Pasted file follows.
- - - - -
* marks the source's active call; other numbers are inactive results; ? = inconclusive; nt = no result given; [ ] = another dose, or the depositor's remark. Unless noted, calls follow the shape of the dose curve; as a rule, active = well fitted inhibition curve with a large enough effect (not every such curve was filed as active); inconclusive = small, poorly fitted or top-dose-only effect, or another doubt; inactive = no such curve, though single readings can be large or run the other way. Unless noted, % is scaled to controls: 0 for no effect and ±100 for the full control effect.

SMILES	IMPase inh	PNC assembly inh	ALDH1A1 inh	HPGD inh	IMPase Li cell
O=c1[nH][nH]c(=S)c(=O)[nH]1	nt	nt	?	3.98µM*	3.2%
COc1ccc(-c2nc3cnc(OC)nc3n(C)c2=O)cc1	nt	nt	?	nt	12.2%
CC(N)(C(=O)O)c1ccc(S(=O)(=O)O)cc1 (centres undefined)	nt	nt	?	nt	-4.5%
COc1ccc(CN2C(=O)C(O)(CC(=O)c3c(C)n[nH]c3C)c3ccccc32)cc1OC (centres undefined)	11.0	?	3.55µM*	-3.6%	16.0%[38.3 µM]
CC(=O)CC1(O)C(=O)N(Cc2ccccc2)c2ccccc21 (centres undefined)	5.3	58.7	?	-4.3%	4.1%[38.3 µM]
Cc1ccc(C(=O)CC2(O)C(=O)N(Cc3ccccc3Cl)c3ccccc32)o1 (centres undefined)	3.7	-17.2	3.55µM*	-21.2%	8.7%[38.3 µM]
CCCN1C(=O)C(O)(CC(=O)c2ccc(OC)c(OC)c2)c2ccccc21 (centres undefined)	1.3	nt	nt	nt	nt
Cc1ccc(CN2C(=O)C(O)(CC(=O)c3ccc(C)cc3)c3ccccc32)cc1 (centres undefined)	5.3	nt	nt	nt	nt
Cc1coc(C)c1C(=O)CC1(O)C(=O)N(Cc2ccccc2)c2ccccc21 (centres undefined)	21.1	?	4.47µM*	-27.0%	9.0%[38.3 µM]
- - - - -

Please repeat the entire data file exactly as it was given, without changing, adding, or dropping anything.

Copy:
* marks the source's active call; other numbers are inactive results; ? = inconclusive; nt = no result given; [ ] = another dose, or the depositor's remark. Unless noted, calls follow the shape of the dose curve; as a rule, active = well fitted inhibition curve with a large enough effect (not every such curve was filed as active); inconclusive = small, poorly fitted or top-dose-only effect, or another doubt; inactive = no such curve, though single readings can be large or run the other way. Unless noted, % is scaled to controls: 0 for no effect and ±100 for the full control effect.

SMILES	IMPase inh	PNC assembly inh	ALDH1A1 inh	HPGD inh	IMPase Li cell
O=c1[nH][nH]c(=S)c(=O)[nH]1	nt	nt	?	3.98µM*	3.2%
COc1ccc(-c2nc3cnc(OC)nc3n(C)c2=O)cc1	nt	nt	?	nt	12.2%
CC(N)(C(=O)O)c1ccc(S(=O)(=O)O)cc1 (centres undefined)	nt	nt	?	nt	-4.5%
COc1ccc(CN2C(=O)C(O)(CC(=O)c3c(C)n[nH]c3C)c3ccccc32)cc1OC (centres undefined)	11.0	?	3.55µM*	-3.6%	16.0%[38.3 µM]
CC(=O)CC1(O)C(=O)N(Cc2ccccc2)c2ccccc21 (centres undefined)	5.3	58.7	?	-4.3%	4.1%[38.3 µM]
Cc1ccc(C(=O)CC2(O)C(=O)N(Cc3ccccc3Cl)c3ccccc32)o1 (centres undefined)	3.7	-17.2	3.55µM*	-21.2%	8.7%[38.3 µM]
CCCN1C(=O)C(O)(CC(=O)c2ccc(OC)c(OC)c2)c2ccccc21 (centres undefined)	1.3	nt	nt	nt	nt
Cc1ccc(CN2C(=O)C(O)(CC(=O)c3ccc(C)cc3)c3ccccc32)cc1 (centres undefined)	5.3	nt	nt	nt	nt
Cc1coc(C)c1C(=O)CC1(O)C(=O)N(Cc2ccccc2)c2ccccc21 (centres undefined)	21.1	?	4.47µM*	-27.0%	9.0%[38.3 µM]